Pyongyang, Washington agree to restart working-level talks on North Korea’s nuclear program
Donald Trump stepped onto North Korean soil in a historic first on Sunday as he met Pyongyang’s leader Kim Jong-Un in a moment of high diplomatic drama on the world’s last Cold War frontier.
Moments after becoming the only sitting U.S. president to set foot inside North Korea, Trump brought Kim back over the dividing line for a meeting where they agreed to start working-level talks on Pyongyang’s nuclear weapons. Trump, 73, also said he had invited 35-year-old Kim to the White House “anytime he wants to do it.”
“It was an honor that you asked me to step over that line, and I was proud to step over the line,” he told Kim.
As they sat down for discussions, Kim said their “handshake of peace” in a location that was “the symbol of the division of north and south” showed that “we are willing to put the past behind us.”
The impromptu meeting in the DMZ—after Trump issued an invitation on Twitter the day before—came with negotiations between Pyongyang and Washington at a deadlock. Their first summit took place in a blaze of publicity in Singapore last year but produced only a vaguely worded pledge about denuclearization. A second meeting in Vietnam in February that intended to put flesh on those bones broke up without agreement.
Contact between the two sides has since been minimal—with Pyongyang issuing frequent criticisms of the U.S. position—but the two leaders exchanged a series of letters before Trump issued his offer to meet at the DMZ.
Trump’s entry onto North Korean soil—which he said was uncertain until the last moment—is an extraordinary sequel to the scene at Kim’s first summit with Moon Jae-in last year, when the young leader invited the South Korean president to walk over the Military Demarcation Line, as the border is officially known.
A Kim trip to Washington would be even more spectacular, although Trump said the visit would happen “at the right time.”
Moon seized on last year’s Winter Olympics to broker the process between Pyongyang and Washington, after tensions soared in 2017 when the North carried out multiple missile launches and its biggest nuclear test to date, while Trump and Kim traded mutual insults and threats of war.
The significance of the meeting in the no-man’s-land splitting the peninsula—where the two sides and their allies fought each other to a standstill in the 1950-53 Korean War—was “obvious,” said Stimson Center Asia analyst David Kim. “It’s historic for Trump to be the first U.S. President [to] enter North Korea soil, historic for Moon to meet, albeit briefly, with both leaders.”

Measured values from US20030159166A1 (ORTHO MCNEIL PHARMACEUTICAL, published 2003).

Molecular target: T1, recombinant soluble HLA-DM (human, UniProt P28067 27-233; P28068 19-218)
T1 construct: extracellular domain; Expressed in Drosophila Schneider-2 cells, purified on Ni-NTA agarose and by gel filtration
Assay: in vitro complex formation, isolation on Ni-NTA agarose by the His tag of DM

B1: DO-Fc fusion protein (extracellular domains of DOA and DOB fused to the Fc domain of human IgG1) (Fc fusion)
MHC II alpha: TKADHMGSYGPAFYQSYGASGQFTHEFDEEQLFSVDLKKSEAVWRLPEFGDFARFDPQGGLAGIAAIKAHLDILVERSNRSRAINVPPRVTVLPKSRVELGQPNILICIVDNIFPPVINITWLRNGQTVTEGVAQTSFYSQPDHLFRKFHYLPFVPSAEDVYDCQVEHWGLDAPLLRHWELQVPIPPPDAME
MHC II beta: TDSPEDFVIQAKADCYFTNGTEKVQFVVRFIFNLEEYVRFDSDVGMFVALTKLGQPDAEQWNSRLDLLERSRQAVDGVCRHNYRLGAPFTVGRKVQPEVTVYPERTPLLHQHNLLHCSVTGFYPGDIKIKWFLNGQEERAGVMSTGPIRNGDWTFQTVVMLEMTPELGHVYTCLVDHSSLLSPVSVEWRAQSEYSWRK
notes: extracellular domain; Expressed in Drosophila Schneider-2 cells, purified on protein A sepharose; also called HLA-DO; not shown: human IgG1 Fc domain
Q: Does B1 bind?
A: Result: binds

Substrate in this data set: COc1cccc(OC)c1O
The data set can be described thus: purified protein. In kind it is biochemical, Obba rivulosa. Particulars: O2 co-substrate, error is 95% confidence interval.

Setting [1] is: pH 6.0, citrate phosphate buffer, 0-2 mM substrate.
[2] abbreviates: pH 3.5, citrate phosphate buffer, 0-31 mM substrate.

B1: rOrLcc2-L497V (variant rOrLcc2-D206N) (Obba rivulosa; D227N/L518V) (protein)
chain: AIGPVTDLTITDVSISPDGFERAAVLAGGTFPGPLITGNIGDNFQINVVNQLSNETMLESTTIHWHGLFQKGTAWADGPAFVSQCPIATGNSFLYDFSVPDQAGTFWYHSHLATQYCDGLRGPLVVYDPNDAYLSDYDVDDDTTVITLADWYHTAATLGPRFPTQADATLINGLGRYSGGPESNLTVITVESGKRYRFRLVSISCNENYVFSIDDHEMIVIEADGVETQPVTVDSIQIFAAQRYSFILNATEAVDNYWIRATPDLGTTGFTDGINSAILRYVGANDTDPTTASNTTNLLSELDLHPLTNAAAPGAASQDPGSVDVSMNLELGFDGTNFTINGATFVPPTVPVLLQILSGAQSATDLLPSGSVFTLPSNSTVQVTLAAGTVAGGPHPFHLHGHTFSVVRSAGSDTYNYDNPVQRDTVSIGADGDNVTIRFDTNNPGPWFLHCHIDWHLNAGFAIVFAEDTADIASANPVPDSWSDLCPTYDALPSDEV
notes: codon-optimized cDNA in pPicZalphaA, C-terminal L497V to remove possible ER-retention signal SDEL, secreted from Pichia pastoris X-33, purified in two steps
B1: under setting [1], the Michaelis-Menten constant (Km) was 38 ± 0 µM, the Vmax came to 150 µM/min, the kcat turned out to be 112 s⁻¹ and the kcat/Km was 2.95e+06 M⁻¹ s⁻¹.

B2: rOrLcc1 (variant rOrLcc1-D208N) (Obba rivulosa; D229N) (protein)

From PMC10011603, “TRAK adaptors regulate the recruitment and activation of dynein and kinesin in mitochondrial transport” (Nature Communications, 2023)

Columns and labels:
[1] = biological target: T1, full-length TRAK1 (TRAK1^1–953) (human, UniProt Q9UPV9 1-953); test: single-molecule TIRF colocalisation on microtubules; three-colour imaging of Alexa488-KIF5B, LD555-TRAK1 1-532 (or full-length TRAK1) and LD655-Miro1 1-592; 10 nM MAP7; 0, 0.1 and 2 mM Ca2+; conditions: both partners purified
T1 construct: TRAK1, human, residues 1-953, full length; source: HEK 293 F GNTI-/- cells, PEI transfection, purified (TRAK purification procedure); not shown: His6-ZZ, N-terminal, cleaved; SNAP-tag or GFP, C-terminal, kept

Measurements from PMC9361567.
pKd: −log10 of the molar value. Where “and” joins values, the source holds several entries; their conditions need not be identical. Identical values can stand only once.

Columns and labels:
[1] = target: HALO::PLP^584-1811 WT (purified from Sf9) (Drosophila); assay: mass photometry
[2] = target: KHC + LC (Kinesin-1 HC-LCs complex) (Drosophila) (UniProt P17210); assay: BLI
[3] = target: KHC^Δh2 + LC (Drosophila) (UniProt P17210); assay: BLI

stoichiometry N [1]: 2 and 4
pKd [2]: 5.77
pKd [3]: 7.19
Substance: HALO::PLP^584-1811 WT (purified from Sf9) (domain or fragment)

The meeting had the “potential to kick-start stalled negotiations,” he told AFP, but added that working-level discussions would be crucial. “What we need is substance, not theatrics.”
U.S. Secretary of State Mike Pompeo told reporters the two sides would “start exchanging ideas” probably around mid-July.
In Washington, Democratic White House contenders guardedly welcomed the meeting of the two leaders though some questioned the wisdom of granting Kim “legitimacy” despite the lack of progress on curbing North Korea’s nuclear arsenal. “I have no problem with him sitting down with Kim Jong-Un in North Korea or any place else. I don’t want it to be a simple photo opportunity,” said Senator Bernie Sanders.
The North has carried out six nuclear tests and developed missiles capable of reaching the entire U.S. mainland. “What’s happened here is that this president has raised the profile of a dictator like Kim Jong-Un,” while “we haven’t gotten anything out of it,” another Democratic White House hopeful, Julian Castro, said on ABC.
The DMZ has been a regular stop for U.S. presidents visiting the South, a security ally, while Panmunjom saw the first two summits between Moon and Kim last year. “This was a great day,” the U.S. president said before flying out on Air Force One. “This was a very legendary, very historic day.”